Plain packaging for tobacco products will keep lawyers busy for years and achieve nothing else, NZ First says.
The party is out of step with nearly all the others in Parliament who are backing the Government's aim to have the law in place by the end of next year.
"All plain packaging will achieve is the creation of the inevitable lawsuits which will cost taxpayers millions of dollars," NZ First leader Winston Peters said.
"By following the Government's defective logic, why don't they introduce plain packaging on alcohol to tackle the massive social and criminal harm it inflicts on society?"
Health groups are lauding the Government's cautious move but an expert is warning Government trade deals may mean it never happens.
Associate Health Minister Tariana Turia, the Maori Party co-leader, announced on Tuesday that the Government will introduce new legislation before the end of the year to remove branded packs from shelves – depending on whether world-leader Australia can make it work first.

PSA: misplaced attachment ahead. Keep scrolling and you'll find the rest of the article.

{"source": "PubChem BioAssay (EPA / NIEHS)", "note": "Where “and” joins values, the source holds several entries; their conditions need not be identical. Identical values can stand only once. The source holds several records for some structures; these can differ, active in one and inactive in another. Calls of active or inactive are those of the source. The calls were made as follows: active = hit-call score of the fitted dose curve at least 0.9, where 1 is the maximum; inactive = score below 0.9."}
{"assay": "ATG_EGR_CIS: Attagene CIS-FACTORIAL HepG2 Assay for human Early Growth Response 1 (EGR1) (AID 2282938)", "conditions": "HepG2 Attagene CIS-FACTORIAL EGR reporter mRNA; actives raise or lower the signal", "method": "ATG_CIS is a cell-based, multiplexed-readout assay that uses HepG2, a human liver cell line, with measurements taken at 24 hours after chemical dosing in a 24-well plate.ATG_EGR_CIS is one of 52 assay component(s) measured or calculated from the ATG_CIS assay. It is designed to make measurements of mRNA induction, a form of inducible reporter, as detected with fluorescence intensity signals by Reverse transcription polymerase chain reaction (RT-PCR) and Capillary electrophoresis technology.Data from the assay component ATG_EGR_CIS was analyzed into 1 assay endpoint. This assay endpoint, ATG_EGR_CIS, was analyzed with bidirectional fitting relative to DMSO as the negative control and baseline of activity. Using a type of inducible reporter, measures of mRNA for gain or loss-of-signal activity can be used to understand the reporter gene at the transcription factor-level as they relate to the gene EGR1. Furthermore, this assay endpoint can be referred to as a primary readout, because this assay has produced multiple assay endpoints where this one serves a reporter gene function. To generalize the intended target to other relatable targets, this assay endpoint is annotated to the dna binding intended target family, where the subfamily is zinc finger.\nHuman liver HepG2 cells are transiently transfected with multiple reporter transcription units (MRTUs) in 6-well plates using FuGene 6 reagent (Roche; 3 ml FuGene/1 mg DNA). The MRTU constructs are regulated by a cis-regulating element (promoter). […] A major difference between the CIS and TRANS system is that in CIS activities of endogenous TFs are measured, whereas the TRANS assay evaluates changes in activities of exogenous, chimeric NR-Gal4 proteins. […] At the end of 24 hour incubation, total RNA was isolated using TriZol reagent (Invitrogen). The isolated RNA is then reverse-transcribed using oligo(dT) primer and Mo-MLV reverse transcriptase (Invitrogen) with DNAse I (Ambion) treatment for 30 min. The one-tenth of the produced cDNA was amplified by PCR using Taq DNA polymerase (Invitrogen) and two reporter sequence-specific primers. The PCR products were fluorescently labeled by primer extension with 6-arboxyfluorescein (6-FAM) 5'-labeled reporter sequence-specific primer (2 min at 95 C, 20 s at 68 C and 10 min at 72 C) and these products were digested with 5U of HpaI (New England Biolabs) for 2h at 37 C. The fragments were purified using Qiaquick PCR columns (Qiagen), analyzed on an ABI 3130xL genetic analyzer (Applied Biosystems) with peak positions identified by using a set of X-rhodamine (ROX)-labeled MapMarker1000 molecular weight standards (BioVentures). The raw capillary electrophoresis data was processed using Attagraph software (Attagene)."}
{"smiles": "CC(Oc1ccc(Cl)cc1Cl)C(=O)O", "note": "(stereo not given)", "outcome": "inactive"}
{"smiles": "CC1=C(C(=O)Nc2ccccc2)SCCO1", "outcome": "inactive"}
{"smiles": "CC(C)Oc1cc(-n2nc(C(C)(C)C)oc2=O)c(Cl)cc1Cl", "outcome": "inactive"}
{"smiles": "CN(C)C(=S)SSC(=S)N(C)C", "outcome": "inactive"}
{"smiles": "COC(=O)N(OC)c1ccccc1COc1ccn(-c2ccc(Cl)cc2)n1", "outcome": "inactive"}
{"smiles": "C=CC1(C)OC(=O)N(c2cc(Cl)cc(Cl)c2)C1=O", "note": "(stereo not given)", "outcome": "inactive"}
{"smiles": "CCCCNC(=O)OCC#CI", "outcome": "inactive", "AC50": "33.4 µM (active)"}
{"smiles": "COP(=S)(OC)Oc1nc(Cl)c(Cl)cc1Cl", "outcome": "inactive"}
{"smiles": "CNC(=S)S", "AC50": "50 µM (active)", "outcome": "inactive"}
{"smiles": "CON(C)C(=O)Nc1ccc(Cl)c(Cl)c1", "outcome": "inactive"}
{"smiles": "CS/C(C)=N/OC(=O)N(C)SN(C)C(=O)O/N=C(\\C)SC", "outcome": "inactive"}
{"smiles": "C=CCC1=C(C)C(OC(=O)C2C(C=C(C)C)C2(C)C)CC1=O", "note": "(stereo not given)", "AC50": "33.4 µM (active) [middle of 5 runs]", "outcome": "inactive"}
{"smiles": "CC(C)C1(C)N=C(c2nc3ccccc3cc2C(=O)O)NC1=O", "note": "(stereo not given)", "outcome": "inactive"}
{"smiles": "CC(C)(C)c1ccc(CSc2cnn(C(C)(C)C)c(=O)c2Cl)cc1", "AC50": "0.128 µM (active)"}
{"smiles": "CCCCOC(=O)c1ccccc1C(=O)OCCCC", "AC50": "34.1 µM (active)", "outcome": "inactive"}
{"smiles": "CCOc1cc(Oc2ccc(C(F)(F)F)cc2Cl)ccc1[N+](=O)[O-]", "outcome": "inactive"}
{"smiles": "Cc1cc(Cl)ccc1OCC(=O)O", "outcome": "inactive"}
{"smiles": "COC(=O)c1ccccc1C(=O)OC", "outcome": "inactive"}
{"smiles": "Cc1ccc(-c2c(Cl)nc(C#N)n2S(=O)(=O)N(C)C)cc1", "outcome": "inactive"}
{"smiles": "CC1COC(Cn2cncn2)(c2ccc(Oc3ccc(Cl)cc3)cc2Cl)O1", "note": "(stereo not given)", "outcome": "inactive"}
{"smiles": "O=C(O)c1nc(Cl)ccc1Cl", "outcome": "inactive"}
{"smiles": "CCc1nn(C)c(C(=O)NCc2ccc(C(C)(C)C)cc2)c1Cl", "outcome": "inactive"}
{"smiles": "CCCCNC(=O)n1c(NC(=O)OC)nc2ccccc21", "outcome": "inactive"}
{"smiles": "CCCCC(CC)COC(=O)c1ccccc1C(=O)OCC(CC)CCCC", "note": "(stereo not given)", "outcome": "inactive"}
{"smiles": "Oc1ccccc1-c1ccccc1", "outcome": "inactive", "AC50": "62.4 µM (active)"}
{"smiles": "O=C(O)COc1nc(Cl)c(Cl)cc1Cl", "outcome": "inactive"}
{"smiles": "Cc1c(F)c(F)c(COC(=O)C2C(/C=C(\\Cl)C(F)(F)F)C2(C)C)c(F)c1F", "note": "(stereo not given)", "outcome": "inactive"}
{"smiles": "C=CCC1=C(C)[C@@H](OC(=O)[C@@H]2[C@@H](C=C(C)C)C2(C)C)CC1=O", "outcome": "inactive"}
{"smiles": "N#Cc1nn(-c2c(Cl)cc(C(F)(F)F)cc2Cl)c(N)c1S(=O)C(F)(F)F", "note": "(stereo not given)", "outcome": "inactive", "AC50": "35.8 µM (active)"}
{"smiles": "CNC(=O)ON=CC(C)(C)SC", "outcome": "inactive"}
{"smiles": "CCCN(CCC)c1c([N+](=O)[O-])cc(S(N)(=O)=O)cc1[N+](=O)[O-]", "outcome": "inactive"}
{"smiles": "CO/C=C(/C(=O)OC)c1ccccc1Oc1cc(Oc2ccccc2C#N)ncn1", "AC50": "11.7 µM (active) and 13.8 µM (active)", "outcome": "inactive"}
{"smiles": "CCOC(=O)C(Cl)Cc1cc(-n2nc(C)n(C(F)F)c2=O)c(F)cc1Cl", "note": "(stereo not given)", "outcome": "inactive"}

The Government has been advised defending a legal challenge could cost $3-6 million, while one anti-smoking group says plain packaging will save $2 billion in health costs and 5000 lives.
The Smokefree Coalition says it is among the most important steps the government can take towards reaching its target of a smokefree New Zealand by 2025.
"[It] will remove the tobacco industry's last methods of making smoking appear glamorous and sophisticated to our children," said director Prudence Stone.
But a free trade expert says the decision to wait until Australia has first battled the tobacco companies is National "kicking for touch".
Auckland University's Professor Jane Kelsey predicts plain packaging laws will be pushed out well into the next parliamentary term, and by that time National will not need the Maori Party's support to remain in power.
Green Party health spokesperson Kevin Hague made a similar argument, saying a positive health initiative "was being undone by the Government's free trade obsession".
Their concerns are borne out by Philip Morris New Zealand corporate affairs manager Christopher Bishop, who warned in a statement there was "strong evidence" plain packaging breached international trade rules and exposed New Zealand to WTO action.